And yet, while World War I is remembered and the centenary of the Armistice is commemorated, the victims of the Spanish Flu are all but forgotten.
Choreographer Shobana Jeyasingh’s Contagion is one step towards remembrance – and what a remarkable step!
An intense dance installation, Contagion has now reached the British Library in London after a successful national tour. Multi-function white plinths are dotted haphazardly on a wide landing, with viewers all around, some on the stairs, some looking down from the floor above, a few sitting low at performance level.
The eight women of Shobana Jeyasingh Dance, clad only in flesh coloured leotards, file slowly in, while the soundscape, conveyed to spectators through individual headphones, narrates the experience of one Indian family devastated by the epidemic, and of the river Ganges ‘swollen with dead bodies.’
The women move as mourners or supplicants, their arms reaching up to heaven as if to beg the gods for mercy or deliverance.
The loose narrative of Contagion is divided into four sections; and in section two, aided by subtle video projections, we witness the virus’ invasion, first as an impressionistic flock of birds, then as images of the virus itself as isolated, many years later, in laboratories.
Now the women enact their bodies’ struggle to repel the virus. Their movements febrile, legs and arms stretching out, kicking, they lean on each other, vaulting the plinths in a vain effort to get away, before finally succumbing.
Section three is harrowing. Here the women depict the ravages of the disease: the delirium, the rictus of pain on faces, the jerky contortions of bodies, the hallucinations. It’s an almost unbearably powerful sequence, the suffering and despair palpable – and contagious.
Contagion draws to a very humane, moving finale that enacts the care given sufferers by selfless relatives, who stepped in where the medical profession, baffled by a then unknown illness, were helpless. The dancers’ movements become slower, gentler; and the piece ends on a note of kindness and light.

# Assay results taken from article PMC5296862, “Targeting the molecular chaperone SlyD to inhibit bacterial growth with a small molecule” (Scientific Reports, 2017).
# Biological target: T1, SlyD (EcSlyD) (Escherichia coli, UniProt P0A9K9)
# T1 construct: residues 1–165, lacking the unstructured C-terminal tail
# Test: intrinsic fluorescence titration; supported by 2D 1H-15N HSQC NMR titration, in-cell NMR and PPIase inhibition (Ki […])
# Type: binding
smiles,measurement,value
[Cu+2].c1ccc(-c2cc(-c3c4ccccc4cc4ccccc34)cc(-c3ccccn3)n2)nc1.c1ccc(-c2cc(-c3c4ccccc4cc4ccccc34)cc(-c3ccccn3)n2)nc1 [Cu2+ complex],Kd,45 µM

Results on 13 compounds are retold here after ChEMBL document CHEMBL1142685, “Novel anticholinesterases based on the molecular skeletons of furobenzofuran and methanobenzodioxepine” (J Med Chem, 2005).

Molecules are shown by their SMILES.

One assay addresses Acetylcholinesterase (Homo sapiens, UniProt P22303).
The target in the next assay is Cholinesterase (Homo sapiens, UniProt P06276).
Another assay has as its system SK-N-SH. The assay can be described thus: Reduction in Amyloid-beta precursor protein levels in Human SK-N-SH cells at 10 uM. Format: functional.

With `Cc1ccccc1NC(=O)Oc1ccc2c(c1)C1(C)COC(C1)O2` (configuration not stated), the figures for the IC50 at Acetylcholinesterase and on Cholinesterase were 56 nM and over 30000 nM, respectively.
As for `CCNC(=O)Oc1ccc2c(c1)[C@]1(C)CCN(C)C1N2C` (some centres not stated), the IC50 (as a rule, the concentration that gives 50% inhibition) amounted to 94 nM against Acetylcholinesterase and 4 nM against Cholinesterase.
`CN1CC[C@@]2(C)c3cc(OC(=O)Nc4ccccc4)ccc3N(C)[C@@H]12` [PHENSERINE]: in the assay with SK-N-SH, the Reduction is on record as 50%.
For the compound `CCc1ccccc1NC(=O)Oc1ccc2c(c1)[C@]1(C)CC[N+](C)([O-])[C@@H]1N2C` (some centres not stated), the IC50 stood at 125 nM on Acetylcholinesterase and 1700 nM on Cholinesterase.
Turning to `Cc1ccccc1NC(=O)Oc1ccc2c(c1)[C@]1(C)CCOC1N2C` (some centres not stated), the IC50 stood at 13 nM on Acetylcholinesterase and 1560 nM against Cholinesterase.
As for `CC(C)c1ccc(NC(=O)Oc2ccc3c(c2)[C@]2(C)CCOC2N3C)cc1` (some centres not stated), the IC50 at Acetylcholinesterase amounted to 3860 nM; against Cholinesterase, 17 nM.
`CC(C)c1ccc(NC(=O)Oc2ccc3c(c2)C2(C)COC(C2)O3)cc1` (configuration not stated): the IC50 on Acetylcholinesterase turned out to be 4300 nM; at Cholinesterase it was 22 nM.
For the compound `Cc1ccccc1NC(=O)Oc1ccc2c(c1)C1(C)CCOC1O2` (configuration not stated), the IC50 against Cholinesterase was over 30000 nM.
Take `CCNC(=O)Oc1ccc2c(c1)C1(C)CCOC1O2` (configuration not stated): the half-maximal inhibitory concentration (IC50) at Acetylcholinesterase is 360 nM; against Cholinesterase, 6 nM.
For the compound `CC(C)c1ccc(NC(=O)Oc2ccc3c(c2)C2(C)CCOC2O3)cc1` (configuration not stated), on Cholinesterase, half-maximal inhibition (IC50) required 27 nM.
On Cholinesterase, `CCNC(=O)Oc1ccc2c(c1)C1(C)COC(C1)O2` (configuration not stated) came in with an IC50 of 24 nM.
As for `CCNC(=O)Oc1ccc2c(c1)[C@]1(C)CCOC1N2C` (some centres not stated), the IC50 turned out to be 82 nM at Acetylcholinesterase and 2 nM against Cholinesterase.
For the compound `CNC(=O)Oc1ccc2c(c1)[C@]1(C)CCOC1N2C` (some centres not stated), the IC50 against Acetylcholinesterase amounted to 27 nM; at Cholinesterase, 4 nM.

A collaborative work with sets and designs by Merle Hensel, atmospheric lighting by Yaron Abulafia, video design by Nina Donna and soundscape by Graeme Miller, Contagion was co-commissioned by 14-18 NOW, the organisation set up to mark the centenary of World War I.
Still, all that would count for nothing without Shobana Jeyasingh’s fierce intelligence and outstanding ability to tell a story and convey emotions through her meticulous choreography. In the perfect narrative arc of Jeyashingh’s Contagion the 50 million victims of the 1918 Spanish Flu pandemic have finally been offered a fitting act of remembrance.
Related Talk: Sat 3 Nov 19:00
|What||Shobana Jeyasingh, Contagion Review|
|Where||British Library, 96 Euston Road, London, NW1 2DB | MAP|
|Nearest tube||King's Cross St. Pancras (underground)|
02 Nov 18 – 03 Nov 18, Fri 18:30 & 21:00 Sat 18:00 & 20:30 Dur.: 30 mins approx
|Price||£12 (£15 performance + talk)|
|Website||Click here to book via the British Library|